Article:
A new intelligence report on Iran that says the country halted its nuclear weapons program four years ago provides "a warning signal" for the international community about the regime's continued danger, and will not change U.S. policy toward Tehran, President Bush said Tuesday.
The assessment came as Bush held a pre-holiday news conference that covered issues like the annual budget, funding for the War on Terror and ending the alternative minimum tax in addition to Iran.
"We know that they're still trying to learn how to enrich uranium. We know that enriching uranium is an important step in a country whose desire it was to develop a weapon. We know they had a program. We know the program was halted," Bush said at a news conference at the White House briefing room.
"I think it is very important for the international community to recognize the fact that if Iran were to develop the knowledge that they could transfer to a clandestine program, it would create a danger for the world," Bush said. "And so I view this report as a warning signal. ... It's a warning signal because they could restart it."
Democrats were quick with criticism of the White House in light of the new National Intelligence Estimate, with Democratic Congressional Campaign Committee Rep. Rahm Emanuel, D-Ill., saying it's just the latest instance of a White House reversal on foreign policy since the beginning of the Bush administration.
The new NIE means the U.S. no longer has to have a policy toward Iran that's based on both "hype and fear, but now can be clear eyed and hard-headed as it approaches the Iranians," said Emanuel, the No. 4 House Democrat.
"We do not have to operate from fear or weakness. We have strength here, and I think the NIE report shows that," Emanuel continued.
Bush said he believed the new NIE would be a useful tool in rallying the international community to continue putting pressure on Iran to prevent it from restarting its nuclear program.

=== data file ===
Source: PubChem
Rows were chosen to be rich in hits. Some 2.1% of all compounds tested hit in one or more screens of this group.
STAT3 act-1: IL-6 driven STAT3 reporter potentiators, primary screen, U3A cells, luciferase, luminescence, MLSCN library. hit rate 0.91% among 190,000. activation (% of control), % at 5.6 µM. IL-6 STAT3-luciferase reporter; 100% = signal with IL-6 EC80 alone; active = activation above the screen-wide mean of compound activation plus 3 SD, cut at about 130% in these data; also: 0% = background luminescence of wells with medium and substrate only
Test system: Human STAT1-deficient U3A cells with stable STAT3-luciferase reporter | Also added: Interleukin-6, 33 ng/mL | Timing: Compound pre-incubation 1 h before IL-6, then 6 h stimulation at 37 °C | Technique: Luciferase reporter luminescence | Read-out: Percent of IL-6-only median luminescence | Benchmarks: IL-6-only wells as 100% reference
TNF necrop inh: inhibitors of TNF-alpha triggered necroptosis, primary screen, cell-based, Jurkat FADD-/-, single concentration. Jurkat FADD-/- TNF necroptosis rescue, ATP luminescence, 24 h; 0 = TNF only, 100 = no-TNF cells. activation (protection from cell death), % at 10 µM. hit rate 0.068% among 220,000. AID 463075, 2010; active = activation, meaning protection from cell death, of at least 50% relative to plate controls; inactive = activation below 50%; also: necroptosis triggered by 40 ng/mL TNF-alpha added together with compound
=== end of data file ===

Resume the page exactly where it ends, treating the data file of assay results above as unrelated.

"The best diplomacy, effective diplomacy, is one in which all options are on the table."
But Emanuel said the report shows a continuing failed policy in the Middle East, noting that the administration has just recently begun talking with Syria, abandoning earlier policy of not doing so; and pointing to the one-day peace talks last week in Annapolis, Md., as much-needed engagement in Israeli-Palestinian peace
"The last seven years in the Mideast by this administration have been the lost seven years, when you see on every front a reversal of what has been the central tenet of this administration," Emanuel said.
Senate Majority Leader Harry Reid also repeated much of the criticism of the president over remarks made at an Oct. 17 press conference in which Bush mentioned the words "World War III" when speaking about Iran.
President Bush's heated rhetoric on Iran, including comments about a potential World War III, is even more outrageous now that we know the intelligence community had informed him that it believes Iran had stopped its nuclear weapons program four years ago. This is the latest in a long line of inaccurate and misleading comments that got us into the Iraq war to begin with. They further diminish the credibility of a President with a dangerous record of overstating threats," said Reid, D-Nev.
But a clear reading of the president's statement shows that when asked point-blank if he "definitively" believes Iran is trying to build a nuclear weapon, not only did the president not reply with a definitive "yes," he spoke very carefully only about preventing Iran from gaining the knowledge of how to make a bomb.
"Until they suspend and/or make it clear that they — that their statements aren't real, yeah, I believe they want to have the capacity, the knowledge, in order to make a nuclear weapon. And I know it's in the world's interest to prevent them from doing so," Bush said at the time. "If Iran had a nuclear weapon, it would be a dangerous threat to world peace. But this — we got a leader in Iran who has announced that he wants to destroy Israel. So I've told people that if you're interested in avoiding World War III, it seems like you ought to be interested in preventing them from have the knowledge necessary to make a nuclear weapon."
Bush said Tuesday that that threat remains as long as centrifuge cascades used to enrich uranium continue to be installed, to spin and to have gas fed into them, as even the Iranians acknowledge to be the case.
Asked about his October remarks about "avoiding World War III," Bush said he was not aware of the information in the estimate when he made those comments, nor did he back down from the earlier statements. Bush added that the NIE has not changed his views on Iran, and he said U.S. policy will not change as a result of the report.